The Washington Capitals lost their 20th game of the season, a 6-2 defeat at the hands of the Colorado Avalanche. That game brings the team’s record to 10-9-1, and it brings us to an important sign post for the season. With twenty games in the books, we now know enough about the team to start drawing some conclusions.
This is the first in a series on RMNB in which we’ll take stock of the Caps after roughly a quarter of the season done. We’ll talk about a lot over the next few days, but I want to start with the big picture – how the Caps as a team are performing during 5-on-5 play.
The numbers I include here are from Corsica and Natural Stat Trick. RMNB is a patron of both sites on Patreon (Corsica, NST), and we urge you to join us. These numbers are from 5-on-5 play only, and they are weighted by score and venue to mitigate distortions from scorekeeper bias and different score states. For each stat, I’ll include the raw number and where the Caps rank among all 31 teams.
For now, I will keep the conclusions light (mostly), but feel free to expound in comments.
Let’s begin with a color-coded table of every NHL team, ranked by shot-attempt percentage. Green is good, and red is bad, and there’s not a lot of green for the Capitals. There’s a border around them so you can see them easier, and you can click the image to make it larger.
|47.4%||shot-attempt percentage, 25th|
|46.6%||shot-on-goal percentage, 29th|
|48.9%||goal percentage, 19th|
|45.2%||expected goal percentage, 28th|
|47.7%||scoring-chance percentage, 17th|
|40.9%||high-danger chance percentage, 31st|
These numbers tell us what percentage of each event belongs to the Capitals during 5-on-5 – e.g. if there are 20 total shots taken by both teams in a game, and the Caps took 5 of them, the Caps would have 25 percent of the shots.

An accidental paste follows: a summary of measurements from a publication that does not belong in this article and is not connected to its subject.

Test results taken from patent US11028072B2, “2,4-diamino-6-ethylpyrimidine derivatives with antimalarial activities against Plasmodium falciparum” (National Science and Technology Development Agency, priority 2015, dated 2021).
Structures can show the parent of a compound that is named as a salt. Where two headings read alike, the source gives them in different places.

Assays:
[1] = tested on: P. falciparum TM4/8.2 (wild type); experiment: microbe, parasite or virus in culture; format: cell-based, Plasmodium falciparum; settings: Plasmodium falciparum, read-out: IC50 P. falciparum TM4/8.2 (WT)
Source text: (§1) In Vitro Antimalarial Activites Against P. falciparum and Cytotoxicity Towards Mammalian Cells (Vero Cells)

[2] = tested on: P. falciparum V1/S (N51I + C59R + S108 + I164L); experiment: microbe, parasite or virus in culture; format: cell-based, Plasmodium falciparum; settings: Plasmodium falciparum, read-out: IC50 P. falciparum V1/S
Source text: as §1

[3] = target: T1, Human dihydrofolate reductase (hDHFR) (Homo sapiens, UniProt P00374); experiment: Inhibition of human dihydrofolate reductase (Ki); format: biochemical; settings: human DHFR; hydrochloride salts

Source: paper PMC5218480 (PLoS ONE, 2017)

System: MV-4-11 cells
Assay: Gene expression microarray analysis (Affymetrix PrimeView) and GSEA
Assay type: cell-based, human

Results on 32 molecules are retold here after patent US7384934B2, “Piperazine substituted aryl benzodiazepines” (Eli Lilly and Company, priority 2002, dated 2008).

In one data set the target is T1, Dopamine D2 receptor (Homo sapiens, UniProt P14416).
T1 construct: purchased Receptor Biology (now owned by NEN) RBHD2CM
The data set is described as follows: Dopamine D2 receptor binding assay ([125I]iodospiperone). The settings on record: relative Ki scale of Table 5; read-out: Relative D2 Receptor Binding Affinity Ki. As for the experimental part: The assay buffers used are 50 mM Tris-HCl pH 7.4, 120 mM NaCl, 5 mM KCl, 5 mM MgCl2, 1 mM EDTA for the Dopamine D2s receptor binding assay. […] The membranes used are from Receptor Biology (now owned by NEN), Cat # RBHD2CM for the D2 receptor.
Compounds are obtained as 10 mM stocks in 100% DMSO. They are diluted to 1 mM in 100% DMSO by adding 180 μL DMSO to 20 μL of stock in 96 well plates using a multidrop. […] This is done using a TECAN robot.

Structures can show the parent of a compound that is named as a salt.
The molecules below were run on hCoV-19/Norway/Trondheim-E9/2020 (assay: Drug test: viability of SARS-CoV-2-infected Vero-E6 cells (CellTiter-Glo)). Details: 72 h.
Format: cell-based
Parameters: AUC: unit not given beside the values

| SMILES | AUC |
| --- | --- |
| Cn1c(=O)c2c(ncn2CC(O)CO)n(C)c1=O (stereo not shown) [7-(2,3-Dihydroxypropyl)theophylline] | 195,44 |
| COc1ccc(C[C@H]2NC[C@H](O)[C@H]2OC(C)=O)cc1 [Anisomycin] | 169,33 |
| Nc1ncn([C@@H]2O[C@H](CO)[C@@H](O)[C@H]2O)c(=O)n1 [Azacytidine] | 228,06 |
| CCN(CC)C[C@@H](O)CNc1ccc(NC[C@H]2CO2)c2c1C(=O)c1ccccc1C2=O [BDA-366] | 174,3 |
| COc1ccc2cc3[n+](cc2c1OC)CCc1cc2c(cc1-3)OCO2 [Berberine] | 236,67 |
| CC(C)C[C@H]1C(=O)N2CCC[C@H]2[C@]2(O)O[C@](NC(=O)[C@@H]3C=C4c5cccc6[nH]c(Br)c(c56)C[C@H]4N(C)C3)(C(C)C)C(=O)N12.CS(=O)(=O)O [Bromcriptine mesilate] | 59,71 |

And that example isn’t too far-fetched. The Capitals are in the league’s bottom six in shot attempts, shots on goal, expected goals, and high-danger chances.
For comparison, last season at this time the Caps had a 53.5 shot-attempt percentage, 5th best in the league.
|9.3%||shooting percentage, 9th|
|91.5%||save percentage, 18th|
|100.8||PDO (sum of the above), 9th|
Finishing stats are more volatile than the others we’ll discuss here, and that might not be a good thing. The Capitals have the ninth best 5-on-5 shooting percentage in the league – their only top-10 stat here. It’s also the stat most likely to regress over the remainder of the season.
The goalies have been a mixed bag. Aside from a few bad outings, Braden Holtby has been one of the best 5-on-5 goalies in the league (93.4 save percentage). Philipp Grubauer can’t buy a win, and hasn’t performing nearly as good as he did last season (89.1 percent, down from 94.0).
|46.2||shot attempts per hour, 26th|
|24.7||shots on goal per hour, 30th|
|2.3||goals per hour, 15th|
|2.0||expected goals per hour, 25th|
|28.1||scoring chances per hour, 17th|
|8.9||high-danger chances per hour, 29th|
The team with Alex Ovechkin is one of the least dangerous teams in the NHL right now. The only bright spot is the goal rate, but it’s a) barely got the team above a .500 win record so far, and b) vastly outpacing the underlying numbers. The Caps hadn’t really been an prolific offensive team during 5-on-5 during Barry Trotz’s time, but the attack has gone off a cliff this season.
|51.3||opponent shot attempts per hour, 24th|
|28.3||opponent shots on goal per hour, 21st|
|2.4||opponent goals per hour, 18th|
|2.4||opponent expected goals per hour, 21st|
|30.7||opponent scoring chances per hour, 26th|
|12.9||opponent high-danger chances per hour, 29th|
And they’re not stout in their own end either. The Caps are bleeding scoring and high-danger chances at a rate much higher than the rest of the league, but excellent work in net by Braden Holtby has kept those defensive problems from hurting the Caps too much so far.
In coming days we’ll have analysis on special teams, roster construction, goalies, and more. For now, at least we’re all clear on what the Caps are: Bad.
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